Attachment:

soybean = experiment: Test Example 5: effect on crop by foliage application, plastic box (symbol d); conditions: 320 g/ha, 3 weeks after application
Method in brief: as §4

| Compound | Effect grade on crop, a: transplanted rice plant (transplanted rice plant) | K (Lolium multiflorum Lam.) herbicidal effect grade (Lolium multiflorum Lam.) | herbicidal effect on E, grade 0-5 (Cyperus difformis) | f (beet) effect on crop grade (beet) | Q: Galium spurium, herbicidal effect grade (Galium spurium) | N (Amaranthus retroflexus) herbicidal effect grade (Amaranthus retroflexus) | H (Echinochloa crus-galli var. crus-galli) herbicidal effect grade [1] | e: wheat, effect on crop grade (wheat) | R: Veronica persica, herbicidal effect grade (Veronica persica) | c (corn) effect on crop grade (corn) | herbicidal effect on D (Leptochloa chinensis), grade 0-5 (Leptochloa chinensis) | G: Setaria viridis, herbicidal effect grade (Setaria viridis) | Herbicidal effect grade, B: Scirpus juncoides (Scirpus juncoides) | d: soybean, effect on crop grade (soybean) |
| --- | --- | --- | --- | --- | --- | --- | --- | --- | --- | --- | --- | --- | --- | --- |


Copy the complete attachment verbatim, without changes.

soybean = experiment: Test Example 5: effect on crop by foliage application, plastic box (symbol d); conditions: 320 g/ha, 3 weeks after application
Method in brief: as §4

| Compound | Effect grade on crop, a: transplanted rice plant (transplanted rice plant) | K (Lolium multiflorum Lam.) herbicidal effect grade (Lolium multiflorum Lam.) | herbicidal effect on E, grade 0-5 (Cyperus difformis) | f (beet) effect on crop grade (beet) | Q: Galium spurium, herbicidal effect grade (Galium spurium) | N (Amaranthus retroflexus) herbicidal effect grade (Amaranthus retroflexus) | H (Echinochloa crus-galli var. crus-galli) herbicidal effect grade [1] | e: wheat, effect on crop grade (wheat) | R: Veronica persica, herbicidal effect grade (Veronica persica) | c (corn) effect on crop grade (corn) | herbicidal effect on D (Leptochloa chinensis), grade 0-5 (Leptochloa chinensis) | G: Setaria viridis, herbicidal effect grade (Setaria viridis) | Herbicidal effect grade, B: Scirpus juncoides (Scirpus juncoides) | d: soybean, effect on crop grade (soybean) |
| --- | --- | --- | --- | --- | --- | --- | --- | --- | --- | --- | --- | --- | --- | --- |